Monday, March 8, 2010

Where Fat Lives

Your body has plenty of hiding places to stash fat. Where fat goes is completely beyond your control—it depends on your gender, age, and genetic inheritance. But here’s the unfair part: even though you can’t choose where your body stores its fat, those locations can have serious consequences for your health. Studies show that the risks of excess fat increase dramatically when it’s stored in certain places.

Essentially, there are two basic storage zones for your fat:

• Subcutaneous fat. This fat is stored in a layer around your body, just under your skin. Once again, genetics determine where the padding is thickest. In women, common storage depots include the thighs and posterior. In men, fat is more likely to hang out around the abdomen. Subcutaneous fat is also responsible for cute baby faces and the dreaded cellulite (lumpy deposits of fat that cause a dimpled appearance in skin, usually in women).

• Visceral fat. This fat is buried under your muscles, deep inside your body. It pads the space around your internal organs. Most experts believe visceral fat is far more dangerous than subcutaneous fat, and leads to a higher risk of heart disease and diabetes.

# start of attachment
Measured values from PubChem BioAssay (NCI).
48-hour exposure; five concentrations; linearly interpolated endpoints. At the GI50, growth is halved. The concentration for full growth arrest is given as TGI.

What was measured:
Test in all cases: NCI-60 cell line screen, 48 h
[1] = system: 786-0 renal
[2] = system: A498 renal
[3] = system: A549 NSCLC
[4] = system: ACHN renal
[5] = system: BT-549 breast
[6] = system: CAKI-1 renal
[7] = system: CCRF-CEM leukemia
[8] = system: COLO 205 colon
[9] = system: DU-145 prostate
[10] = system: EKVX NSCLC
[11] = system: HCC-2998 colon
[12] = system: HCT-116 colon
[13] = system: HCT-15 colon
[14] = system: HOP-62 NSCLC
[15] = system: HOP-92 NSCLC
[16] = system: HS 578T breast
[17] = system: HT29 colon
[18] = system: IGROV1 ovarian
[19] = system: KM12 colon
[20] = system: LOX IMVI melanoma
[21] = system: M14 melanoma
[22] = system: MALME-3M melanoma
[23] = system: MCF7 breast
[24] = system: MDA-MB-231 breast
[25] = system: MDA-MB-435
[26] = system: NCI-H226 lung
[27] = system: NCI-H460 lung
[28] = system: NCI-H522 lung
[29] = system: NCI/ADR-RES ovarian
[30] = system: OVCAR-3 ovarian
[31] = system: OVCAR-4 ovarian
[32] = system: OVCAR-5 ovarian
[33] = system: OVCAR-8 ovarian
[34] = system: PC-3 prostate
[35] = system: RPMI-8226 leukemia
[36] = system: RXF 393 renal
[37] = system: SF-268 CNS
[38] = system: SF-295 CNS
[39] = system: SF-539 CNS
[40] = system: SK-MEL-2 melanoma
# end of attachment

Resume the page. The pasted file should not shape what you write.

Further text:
Subcutaneous fat is by far the more popular fat parking zone, accounting for the majority of fat in anyone’s body. Smaller quantities of fat can also end up stored in your muscles (where it’s called intramuscular fat) and inside certain organs (such as the liver), where it’s especially dangerous.

There’s no consensus on why visceral fat is the fat to fear. It’s possible that the hormones it releases interfere with the functioning of nearby organs or compels them to start storing their own fat reserves, which can cause further damage.

No matter what foods you eat or exercise you practice, you can’t remove fat from a specific part of your body. In fact, studies have shown again and again that spot reduction is impossible. Lifting weights will not cut the flab from your arms. Doing stomach crunches will not shrink your belly. And so on. Toning your muscles may improve the appearance of an otherwise chubby part of your body, but that’s all you can hope for. Incidentally, when you diet, the last place you gained fat is the first place you’ll lose it.

Source of Information : Oreilly - Your Body Missing Manual

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